New York may double down on flavored vape ban, include menthol

ALBANY, N.Y. (AP) — New York's ban on flavored e-cigarettes is still held up in court but the state may try to keep it alive and expand it to include menthol.

The state's Public Health and Health Planning Council is set to vote Thursday to keep the emergency ban on the books for another 90 days. The council had approved the ban in September but a state appeals court blocked the state from enforcing it in October.

Council members could also vote Thursday to ban menthol e-cigarette flavoring.


In October, a state appeals court temporarily blocked New York from enforcing its prohibition on sales of flavored e-cigarettes after the vaping industry sued to block the ban. The rules were set to expire this month but the council could renew the regulations for another 90 days.

A spokeswoman for the Department of Health said a vote to keep it alive would make sure New York has the emergency regulations on the books if the courts uphold the ban. “While our scheduled enforcement of this ban has been delayed by pending litigation, we are confident that the court will agree that this is a public health emergency demanding immediate action to help ensure the wellbeing of our children," spokeswoman Jill Montag said.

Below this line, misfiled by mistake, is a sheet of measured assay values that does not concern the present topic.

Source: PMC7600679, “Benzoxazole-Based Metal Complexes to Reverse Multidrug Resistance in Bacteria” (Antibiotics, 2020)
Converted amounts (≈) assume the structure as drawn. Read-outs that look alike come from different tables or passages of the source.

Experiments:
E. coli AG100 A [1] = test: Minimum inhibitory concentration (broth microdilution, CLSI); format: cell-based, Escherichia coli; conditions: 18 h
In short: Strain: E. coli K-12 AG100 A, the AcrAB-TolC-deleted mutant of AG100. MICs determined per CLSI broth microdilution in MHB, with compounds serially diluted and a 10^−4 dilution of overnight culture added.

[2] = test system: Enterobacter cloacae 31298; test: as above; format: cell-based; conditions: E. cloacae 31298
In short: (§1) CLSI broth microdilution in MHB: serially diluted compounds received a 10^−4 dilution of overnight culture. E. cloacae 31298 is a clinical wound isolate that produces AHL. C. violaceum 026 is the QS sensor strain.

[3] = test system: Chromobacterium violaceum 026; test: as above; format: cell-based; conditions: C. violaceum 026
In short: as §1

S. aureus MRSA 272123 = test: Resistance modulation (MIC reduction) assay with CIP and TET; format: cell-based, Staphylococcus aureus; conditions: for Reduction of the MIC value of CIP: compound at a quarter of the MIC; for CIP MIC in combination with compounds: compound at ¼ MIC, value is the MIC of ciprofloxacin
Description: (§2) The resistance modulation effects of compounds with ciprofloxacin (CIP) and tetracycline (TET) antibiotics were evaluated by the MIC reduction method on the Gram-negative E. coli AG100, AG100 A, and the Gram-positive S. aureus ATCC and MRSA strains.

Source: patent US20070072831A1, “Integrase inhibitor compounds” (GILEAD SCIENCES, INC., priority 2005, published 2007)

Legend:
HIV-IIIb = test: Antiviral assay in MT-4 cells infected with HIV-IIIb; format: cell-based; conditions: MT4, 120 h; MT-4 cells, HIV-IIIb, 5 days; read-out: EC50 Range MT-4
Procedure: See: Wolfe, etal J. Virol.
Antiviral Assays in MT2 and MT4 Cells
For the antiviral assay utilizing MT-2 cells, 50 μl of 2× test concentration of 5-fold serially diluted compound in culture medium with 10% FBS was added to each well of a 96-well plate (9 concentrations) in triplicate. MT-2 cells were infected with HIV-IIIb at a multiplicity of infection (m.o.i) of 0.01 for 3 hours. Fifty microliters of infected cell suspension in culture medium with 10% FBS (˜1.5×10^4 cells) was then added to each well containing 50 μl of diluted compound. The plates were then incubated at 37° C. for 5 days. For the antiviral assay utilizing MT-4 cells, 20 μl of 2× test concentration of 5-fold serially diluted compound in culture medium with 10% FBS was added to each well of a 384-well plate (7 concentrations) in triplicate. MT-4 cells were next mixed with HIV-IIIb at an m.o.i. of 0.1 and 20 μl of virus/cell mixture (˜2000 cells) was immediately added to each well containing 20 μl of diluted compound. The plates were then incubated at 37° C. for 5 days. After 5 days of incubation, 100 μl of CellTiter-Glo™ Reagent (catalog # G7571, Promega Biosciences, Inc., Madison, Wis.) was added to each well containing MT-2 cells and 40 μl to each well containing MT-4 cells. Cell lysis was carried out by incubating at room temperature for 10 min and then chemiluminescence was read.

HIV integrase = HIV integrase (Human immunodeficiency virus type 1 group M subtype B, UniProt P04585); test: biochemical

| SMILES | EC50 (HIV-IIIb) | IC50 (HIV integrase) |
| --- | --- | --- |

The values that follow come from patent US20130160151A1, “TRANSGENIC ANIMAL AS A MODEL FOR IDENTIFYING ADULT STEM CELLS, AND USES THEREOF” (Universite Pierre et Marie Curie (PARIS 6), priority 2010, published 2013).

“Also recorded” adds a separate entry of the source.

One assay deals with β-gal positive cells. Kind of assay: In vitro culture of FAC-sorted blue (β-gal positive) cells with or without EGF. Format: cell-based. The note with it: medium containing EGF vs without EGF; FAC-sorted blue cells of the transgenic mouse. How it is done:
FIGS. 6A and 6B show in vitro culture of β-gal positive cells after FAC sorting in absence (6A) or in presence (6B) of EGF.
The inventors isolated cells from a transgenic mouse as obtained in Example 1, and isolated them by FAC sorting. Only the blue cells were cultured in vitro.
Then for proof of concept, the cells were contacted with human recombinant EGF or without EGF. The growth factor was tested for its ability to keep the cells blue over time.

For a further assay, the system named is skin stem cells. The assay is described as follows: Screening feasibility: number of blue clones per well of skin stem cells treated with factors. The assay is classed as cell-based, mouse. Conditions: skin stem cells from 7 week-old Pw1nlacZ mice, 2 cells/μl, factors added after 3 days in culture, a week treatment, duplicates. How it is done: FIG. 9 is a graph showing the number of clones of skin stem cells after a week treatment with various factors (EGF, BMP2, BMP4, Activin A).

New York’s prohibition covering flavored e-cigarettes and other vaping products except for menthol and tobacco flavors went into effect immediately. Retailers initially had two weeks to remove merchandise from store shelves.

Health officials issued the regulations in response to worries that vaping may cause illnesses and that its use is growing among teenagers. According to data from the state health department, use among high-school students increased from 10.5% in 2014 to 27.4% in 2018.

Critics including the Vapor Technology Association argued the bans are governmental overreach that will hurt small businesses selling e-cigarettes and adult smokers who say flavors help them quit. The opponents have argued states should address improper marketing to kids and follow New York’s move to raise the statewide smoking age to 21.


But supporters such as the American Cancer Society’s advocacy group said they’ll continue pushing for New York’s ban on flavored e-cigarettes and for laws to make similar restrictions permanent. The groups want New York to ban all flavored tobacco, and argue flavoring can attract kids to tobacco products and get them hooked.

Democratic Gov. Andrew Cuomo has said he would move to expand New York’s flavor ban to include menthol.

Anti-tobacco and -vaping groups say there’s no scientific basis for leaving menthol alone. They warn menthol has been unethically marketed toward African Americans, and that mint and menthol flavors can still increase the appeal of e-cigarettes for young people who aren’t smokers by overcoming the harshness of nicotine.

The Centers for Disease Control and Prevention says nearly 2,300 confirmed and probable cases of lung illnesses and 48 deaths nationwide have been attributed to vaping. The CDC says laboratory findings suggest vaping products with vitamin E or THC has played a major role in the outbreak.